Organ trafficking: Dutch to lead international inquiry
A Dutch medical research centre is to lead an international investigation into the trafficking of human organs.
The Erasmus Medical Center in Rotterdam says the project will be funded by the European Commission and will run for three years.
Researchers in Romania, Sweden, Bulgaria and Spain will also take part, as will the EU police agency Europol.
EU prosecutors are investigating organ transplants allegedly carried out illegally in Kosovo in 2008.
In May several suspects were arrested in Israel.
Separately, a Council of Europe report released in December 2010 accused Kosovo's Prime Minister Hashim Thaci - a former leader of the rebel Kosovo Liberation Army (KLA) - of involvement in organ trafficking. He has denied the allegations.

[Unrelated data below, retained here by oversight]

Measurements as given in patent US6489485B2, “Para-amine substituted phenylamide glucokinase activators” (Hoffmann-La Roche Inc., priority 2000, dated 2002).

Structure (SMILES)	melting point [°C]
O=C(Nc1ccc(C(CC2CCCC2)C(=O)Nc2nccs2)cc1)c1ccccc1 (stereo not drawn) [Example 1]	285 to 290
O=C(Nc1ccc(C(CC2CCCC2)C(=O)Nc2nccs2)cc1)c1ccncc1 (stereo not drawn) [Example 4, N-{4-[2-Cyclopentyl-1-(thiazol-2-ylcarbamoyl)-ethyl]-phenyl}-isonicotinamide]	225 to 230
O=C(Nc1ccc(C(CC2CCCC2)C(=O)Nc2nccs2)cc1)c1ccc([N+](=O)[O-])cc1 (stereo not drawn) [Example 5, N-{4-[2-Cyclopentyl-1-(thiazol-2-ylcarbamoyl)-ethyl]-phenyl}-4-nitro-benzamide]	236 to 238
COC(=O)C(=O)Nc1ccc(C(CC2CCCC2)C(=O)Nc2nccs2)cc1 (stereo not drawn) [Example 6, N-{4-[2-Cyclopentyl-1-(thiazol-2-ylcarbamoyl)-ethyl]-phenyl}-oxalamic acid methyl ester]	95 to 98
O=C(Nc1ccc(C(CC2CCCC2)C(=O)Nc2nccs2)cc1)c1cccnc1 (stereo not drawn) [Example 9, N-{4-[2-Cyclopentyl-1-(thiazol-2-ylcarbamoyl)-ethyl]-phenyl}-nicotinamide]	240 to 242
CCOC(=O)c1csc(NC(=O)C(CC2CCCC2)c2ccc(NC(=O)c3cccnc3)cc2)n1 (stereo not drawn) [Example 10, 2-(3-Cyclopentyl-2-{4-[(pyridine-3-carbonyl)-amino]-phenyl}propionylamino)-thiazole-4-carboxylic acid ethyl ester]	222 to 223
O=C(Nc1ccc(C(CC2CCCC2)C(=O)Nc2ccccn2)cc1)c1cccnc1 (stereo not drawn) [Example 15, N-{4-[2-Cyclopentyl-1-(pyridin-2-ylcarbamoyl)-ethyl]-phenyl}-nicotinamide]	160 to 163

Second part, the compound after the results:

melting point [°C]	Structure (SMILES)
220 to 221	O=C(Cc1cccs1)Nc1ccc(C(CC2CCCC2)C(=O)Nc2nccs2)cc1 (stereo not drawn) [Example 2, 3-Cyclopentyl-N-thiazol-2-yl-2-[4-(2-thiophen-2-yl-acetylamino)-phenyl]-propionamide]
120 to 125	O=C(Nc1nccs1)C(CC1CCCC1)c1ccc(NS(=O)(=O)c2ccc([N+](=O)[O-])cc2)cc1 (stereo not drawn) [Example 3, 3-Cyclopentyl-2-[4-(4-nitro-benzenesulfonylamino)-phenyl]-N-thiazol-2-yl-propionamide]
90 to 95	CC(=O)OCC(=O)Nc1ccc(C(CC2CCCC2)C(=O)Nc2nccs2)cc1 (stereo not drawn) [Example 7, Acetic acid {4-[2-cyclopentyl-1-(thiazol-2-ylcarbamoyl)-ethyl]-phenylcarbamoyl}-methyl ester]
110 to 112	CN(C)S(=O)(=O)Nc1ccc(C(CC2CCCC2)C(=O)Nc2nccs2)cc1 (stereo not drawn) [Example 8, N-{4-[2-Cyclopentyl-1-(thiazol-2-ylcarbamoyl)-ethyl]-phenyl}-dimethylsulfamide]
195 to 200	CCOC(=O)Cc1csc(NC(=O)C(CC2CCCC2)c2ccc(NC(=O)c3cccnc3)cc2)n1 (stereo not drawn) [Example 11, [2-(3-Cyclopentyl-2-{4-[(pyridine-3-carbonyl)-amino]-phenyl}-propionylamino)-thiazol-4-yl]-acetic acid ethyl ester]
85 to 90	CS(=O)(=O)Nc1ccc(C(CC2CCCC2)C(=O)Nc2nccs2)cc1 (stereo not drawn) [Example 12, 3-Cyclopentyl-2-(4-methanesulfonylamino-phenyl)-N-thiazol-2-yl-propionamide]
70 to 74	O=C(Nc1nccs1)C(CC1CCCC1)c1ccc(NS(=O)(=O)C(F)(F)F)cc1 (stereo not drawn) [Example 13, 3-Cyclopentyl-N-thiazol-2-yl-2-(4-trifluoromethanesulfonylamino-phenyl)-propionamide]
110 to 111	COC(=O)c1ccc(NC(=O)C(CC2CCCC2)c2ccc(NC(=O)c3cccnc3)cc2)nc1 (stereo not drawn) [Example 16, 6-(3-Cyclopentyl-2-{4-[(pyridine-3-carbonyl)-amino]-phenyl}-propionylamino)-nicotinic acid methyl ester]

Organs were allegedly taken from prisoners killed by the KLA after the 1999 war against Serb forces.
There have been high-profile cases of illegal organ trafficking in the US and South Africa. Poverty has driven some people to sell one of their kidneys to illegal traders in India, Pakistan and Bangladesh. Rich patients desperate for a kidney transplant are the beneficiaries.
A statement on the Erasmus MC website says the investigation is necessary because "there is increasing evidence of organ tourism, where patients travel abroad for the transplant of an organ that could have been purchased.
"Donors, whether forced or not, often become victims of human trafficking. However, little is known about how often it occurs and how criminal organisations, physicians and others involved operate."
The findings will be discussed at an international conference in 2014. The UN Office on Drugs and Crime is also involved in the project.